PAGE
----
- Growth from the head to the feet
- Motor skills are developed at this stage
- Can sit before standing
What is Proximodistal principal?
Growth from the inside out or center outward
When is the critical or sensitive period for brain development?
during the late prenatal period and early infancy
What is a reflex?
an unlearned and involuntary response to a stimulus
What are 4 survival reflexes?
- Sucking- to get breast milk, to take in nutrients
- Rooting- stroking a baby’s cheek and turn toward the side of where the cheek was stroked
- Breathing- Provides oxygen, expels carbon dioxide
- Eye blink- protects against bright light, adapts visual system to low illumination
What are 6 primitive reflexes?
- Babinski- fanning then curling toes when bottom of foot is stroked
- Grasping- curling fingers around objects (such as a finger) that touch the baby’s palm
- Moro- loud noise or sudden change in position of baby’s head will cause baby to throw arms outward, arch back, then bring arms toward each other
- Swimming- infant immersed in water will display active movements of arms and legs will involuntary hold breath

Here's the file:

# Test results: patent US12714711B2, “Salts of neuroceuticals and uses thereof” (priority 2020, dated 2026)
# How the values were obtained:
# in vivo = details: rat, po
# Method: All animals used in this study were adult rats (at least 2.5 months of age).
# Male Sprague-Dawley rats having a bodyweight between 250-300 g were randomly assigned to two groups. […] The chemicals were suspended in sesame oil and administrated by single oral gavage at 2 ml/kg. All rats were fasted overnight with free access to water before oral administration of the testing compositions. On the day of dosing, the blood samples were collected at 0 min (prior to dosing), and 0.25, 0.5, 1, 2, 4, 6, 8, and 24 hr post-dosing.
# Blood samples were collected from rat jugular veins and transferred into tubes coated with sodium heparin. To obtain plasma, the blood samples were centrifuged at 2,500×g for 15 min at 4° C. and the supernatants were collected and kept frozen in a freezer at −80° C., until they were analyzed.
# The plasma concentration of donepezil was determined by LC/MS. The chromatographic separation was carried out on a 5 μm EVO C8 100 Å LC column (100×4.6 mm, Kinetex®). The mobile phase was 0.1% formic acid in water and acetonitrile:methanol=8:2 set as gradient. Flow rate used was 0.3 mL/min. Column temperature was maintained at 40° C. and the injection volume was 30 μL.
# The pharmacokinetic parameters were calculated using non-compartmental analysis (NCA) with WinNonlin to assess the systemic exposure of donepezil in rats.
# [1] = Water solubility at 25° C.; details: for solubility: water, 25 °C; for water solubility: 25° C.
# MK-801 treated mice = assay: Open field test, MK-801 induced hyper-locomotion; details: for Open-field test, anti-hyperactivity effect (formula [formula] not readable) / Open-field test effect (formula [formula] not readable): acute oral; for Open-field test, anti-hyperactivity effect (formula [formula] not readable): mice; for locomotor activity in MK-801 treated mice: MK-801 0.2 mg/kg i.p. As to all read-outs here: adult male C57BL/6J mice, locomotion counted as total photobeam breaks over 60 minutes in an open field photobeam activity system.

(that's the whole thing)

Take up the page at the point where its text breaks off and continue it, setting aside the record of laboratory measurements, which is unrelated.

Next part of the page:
- Tonic neck- heads turned to the side and their arm extends out (fencing pose)
- Stepping- Infants held upright so their feet touch a flat surface will step as if to walk
What are the differences of primitive and survival reflexes?
Primitive reflexes disappear overtime when survival reflexes are permanent
What is body mass index?
a marker of body fat calculated from a person's height and weight
what is Precocious puberty?
What is menarche?
first period can have no ovulation
what is semenarche?
Disadvantages for early puberty in boys?
- Risk taking behaviors
- Not fitting in
- Hanging out with older crowd
advantages for early puberty in boys?
- Excelling in sports
what is secular trend?
the historical trend in industrialized societies toward early maturation and greater body size
What is menopause/ male andorpause?